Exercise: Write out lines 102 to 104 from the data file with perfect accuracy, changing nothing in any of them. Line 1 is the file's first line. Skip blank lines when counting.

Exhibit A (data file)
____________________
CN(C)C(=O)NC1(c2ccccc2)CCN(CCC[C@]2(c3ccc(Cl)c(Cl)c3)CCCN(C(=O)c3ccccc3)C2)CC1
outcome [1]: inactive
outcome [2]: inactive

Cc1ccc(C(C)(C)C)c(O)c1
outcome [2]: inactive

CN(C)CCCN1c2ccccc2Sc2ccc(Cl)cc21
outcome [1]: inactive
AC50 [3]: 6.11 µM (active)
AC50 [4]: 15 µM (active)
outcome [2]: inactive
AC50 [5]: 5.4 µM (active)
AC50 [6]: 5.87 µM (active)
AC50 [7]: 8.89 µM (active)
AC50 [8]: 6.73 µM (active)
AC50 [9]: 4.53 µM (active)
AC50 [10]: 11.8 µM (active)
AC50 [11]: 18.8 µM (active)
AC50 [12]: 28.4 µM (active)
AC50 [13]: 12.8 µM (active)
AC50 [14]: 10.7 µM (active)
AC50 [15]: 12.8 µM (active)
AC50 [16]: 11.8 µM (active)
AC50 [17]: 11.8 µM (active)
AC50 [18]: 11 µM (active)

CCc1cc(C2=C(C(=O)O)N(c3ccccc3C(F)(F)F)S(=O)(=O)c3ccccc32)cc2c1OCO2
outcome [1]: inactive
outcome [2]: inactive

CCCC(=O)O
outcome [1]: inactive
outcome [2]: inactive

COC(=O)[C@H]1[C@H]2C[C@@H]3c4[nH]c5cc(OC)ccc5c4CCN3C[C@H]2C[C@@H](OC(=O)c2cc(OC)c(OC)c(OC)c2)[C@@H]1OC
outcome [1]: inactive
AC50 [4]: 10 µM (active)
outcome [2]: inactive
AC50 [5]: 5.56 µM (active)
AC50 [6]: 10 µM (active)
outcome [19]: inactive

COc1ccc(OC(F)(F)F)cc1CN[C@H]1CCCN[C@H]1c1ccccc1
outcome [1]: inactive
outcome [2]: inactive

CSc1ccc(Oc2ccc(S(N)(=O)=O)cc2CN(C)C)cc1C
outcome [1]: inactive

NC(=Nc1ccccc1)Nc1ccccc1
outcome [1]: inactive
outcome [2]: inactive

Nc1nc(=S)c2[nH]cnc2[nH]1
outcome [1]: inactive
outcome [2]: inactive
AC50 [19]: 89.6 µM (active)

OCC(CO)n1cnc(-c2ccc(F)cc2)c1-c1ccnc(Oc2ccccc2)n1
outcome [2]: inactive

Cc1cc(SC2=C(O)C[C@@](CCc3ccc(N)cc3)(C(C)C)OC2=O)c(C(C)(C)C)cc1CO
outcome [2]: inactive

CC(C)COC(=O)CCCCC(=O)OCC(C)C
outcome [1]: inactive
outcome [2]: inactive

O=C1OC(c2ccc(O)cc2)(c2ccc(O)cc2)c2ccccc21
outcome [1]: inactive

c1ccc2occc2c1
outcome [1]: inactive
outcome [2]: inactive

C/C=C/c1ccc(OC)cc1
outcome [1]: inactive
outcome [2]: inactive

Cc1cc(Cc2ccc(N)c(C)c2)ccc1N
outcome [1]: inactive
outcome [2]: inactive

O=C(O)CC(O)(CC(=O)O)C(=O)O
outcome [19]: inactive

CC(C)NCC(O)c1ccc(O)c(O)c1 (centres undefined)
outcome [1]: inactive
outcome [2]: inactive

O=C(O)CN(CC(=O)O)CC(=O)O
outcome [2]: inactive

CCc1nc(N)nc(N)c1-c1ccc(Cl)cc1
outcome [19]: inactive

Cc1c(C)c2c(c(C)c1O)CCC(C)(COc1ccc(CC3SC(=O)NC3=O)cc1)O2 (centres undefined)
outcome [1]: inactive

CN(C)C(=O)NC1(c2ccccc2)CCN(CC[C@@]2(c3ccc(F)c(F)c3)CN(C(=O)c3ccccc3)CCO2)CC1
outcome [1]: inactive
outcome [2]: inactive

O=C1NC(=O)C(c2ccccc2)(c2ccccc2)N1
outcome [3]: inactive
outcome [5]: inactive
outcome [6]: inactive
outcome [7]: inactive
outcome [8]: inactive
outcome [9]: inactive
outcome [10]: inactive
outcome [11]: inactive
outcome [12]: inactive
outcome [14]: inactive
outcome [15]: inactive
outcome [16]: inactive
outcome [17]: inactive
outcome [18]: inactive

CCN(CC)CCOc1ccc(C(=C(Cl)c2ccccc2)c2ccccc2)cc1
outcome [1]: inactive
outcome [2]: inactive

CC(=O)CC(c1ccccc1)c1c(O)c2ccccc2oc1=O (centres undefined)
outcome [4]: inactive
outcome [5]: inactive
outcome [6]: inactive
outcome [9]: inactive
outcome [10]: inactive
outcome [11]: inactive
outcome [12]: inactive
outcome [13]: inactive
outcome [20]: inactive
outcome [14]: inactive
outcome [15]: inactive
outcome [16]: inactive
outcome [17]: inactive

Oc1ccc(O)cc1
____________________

outcome [5]: inactive
outcome [6]: inactive
outcome [9]: inactive